SIMILE BETWEEN THE MODUS OPERANDI OF ANALGESIA OF TRAMADOL AND POISON OAK (RHUS TOXICODENDRON) ON FIBROMYALGIA
Fibromyalgia is a disorder characterized by widespread musculoskeletal pain accompanied by fatigue, sleep, memory and mood issues.Â Symptoms sometimes begin after a physical trauma, surgery, infection or significant psychological stress. In other cases, symptoms gradually accumulate over time with no single triggering event.
Women are much more likely to develop fibromyalgia than are men. Many people who have fibromyalgia also have tension headaches, temporo-mandibular joint (TMJ) disorders, irritable bowel syndrome, anxiety and depression.
Fibromyalgia is one of the most common chronic pain conditions. The disorder affects an estimated 10 million people in the U.S. and an estimated 3-6% of the world population. While it is most prevalent in women - 75-90 percent of the people who have fibromyalgia are women - it also occurs in men and children of all ethnic groups. The disorder is often seen in families, among siblings or mothers and their children. The diagnosis is usually made between the ages of 20 to 50 years, but the incidence rises with age so that by age 80, approximately 8% of adults meet the American College of Rheumatology classification of fibromyalgia.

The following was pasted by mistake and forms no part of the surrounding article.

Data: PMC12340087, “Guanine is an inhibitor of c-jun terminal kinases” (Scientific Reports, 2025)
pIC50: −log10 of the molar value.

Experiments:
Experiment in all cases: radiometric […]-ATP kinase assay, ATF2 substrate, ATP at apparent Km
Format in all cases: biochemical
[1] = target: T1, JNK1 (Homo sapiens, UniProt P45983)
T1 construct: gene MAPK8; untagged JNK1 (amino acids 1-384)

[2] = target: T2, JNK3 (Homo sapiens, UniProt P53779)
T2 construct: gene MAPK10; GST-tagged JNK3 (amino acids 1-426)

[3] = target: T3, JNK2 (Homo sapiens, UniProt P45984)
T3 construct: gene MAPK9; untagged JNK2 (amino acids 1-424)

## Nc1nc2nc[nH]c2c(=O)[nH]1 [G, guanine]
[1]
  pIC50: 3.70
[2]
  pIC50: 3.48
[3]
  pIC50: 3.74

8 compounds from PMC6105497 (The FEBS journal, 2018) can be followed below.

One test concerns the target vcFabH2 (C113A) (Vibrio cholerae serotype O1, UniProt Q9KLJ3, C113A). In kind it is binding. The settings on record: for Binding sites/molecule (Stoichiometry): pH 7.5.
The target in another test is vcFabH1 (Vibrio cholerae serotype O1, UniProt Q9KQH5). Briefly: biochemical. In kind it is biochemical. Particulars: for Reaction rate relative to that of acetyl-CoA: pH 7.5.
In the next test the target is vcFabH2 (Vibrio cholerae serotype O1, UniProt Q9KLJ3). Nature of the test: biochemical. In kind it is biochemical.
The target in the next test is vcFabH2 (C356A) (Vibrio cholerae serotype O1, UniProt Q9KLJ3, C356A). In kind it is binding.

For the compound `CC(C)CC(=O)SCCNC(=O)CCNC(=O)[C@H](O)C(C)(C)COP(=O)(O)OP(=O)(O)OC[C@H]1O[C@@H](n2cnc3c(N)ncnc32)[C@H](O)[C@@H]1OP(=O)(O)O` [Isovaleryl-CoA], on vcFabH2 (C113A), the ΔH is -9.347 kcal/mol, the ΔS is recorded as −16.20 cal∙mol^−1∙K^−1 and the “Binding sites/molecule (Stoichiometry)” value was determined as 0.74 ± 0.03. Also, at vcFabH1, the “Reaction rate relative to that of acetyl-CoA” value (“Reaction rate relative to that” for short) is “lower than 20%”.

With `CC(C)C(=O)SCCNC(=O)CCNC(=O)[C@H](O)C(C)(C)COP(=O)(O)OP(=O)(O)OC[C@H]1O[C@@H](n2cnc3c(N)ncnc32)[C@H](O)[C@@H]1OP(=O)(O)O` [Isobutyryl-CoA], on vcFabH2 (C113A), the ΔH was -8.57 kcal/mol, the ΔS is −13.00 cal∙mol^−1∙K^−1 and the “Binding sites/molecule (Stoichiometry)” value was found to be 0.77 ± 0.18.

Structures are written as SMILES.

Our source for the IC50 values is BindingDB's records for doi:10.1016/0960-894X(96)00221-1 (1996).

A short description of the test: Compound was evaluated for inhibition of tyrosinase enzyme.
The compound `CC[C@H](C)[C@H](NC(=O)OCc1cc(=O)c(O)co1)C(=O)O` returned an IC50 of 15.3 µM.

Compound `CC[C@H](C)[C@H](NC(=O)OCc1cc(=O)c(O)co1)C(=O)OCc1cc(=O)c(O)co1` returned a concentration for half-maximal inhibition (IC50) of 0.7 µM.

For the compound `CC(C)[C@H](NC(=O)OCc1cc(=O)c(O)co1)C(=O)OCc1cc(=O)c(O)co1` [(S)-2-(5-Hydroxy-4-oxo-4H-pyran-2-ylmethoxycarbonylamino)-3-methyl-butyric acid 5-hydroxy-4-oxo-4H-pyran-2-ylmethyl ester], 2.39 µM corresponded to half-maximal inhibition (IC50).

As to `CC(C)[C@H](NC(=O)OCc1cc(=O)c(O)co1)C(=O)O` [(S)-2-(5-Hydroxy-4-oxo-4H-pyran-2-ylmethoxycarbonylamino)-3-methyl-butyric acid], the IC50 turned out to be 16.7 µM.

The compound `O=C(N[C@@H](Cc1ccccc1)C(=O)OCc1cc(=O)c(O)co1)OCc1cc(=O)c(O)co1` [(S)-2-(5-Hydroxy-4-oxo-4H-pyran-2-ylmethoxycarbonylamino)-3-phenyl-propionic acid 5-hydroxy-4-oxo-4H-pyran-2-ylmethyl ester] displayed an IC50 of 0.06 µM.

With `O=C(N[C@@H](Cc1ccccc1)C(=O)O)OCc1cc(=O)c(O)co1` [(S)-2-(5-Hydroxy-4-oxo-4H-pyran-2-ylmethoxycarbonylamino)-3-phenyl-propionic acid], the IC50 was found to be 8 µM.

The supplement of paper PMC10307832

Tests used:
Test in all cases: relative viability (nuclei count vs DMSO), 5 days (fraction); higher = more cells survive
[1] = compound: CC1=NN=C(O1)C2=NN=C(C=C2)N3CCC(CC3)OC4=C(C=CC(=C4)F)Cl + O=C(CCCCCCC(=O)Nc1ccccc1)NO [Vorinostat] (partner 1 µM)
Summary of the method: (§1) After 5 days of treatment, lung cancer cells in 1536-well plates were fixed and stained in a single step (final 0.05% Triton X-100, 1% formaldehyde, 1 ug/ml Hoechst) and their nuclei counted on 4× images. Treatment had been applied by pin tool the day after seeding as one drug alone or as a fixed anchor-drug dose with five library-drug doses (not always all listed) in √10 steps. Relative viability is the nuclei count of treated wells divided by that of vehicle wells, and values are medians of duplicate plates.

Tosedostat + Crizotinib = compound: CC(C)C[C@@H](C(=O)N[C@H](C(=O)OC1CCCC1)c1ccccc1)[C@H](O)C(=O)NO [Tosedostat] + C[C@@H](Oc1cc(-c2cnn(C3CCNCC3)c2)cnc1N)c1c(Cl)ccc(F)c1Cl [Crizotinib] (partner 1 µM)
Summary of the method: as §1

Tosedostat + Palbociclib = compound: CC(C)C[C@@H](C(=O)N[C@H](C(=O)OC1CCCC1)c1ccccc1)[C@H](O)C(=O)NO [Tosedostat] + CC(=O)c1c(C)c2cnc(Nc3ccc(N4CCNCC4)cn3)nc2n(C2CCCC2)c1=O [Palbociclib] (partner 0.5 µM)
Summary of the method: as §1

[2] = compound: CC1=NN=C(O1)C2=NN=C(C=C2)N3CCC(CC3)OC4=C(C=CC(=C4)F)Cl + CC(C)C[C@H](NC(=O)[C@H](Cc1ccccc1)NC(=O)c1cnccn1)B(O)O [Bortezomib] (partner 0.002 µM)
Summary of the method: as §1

While there is no cure for fibromyalgia, a variety of medications can help control symptoms.Â In general, treatments for fibromyalgia include both medication and self-care. The emphasis is on minimizing symptoms and improving general health. Medications can help reduce the pain of fibromyalgia and improve sleep. Common choices include: Analgesics (Tramadol). In this article we like to discuss on the similarity of action between the analgesic medicine (Tramadol) and the homoeopathic medicine Poison oak (Rhus toxicodendron) on fibromyalgia from the aetiopathogenetic point of view. Poison oak, a wild growing plant of the anacardiacea family is widely distributed and easily accessible and also a very common Homoeopathic remedy as Rhus toxicodendron.
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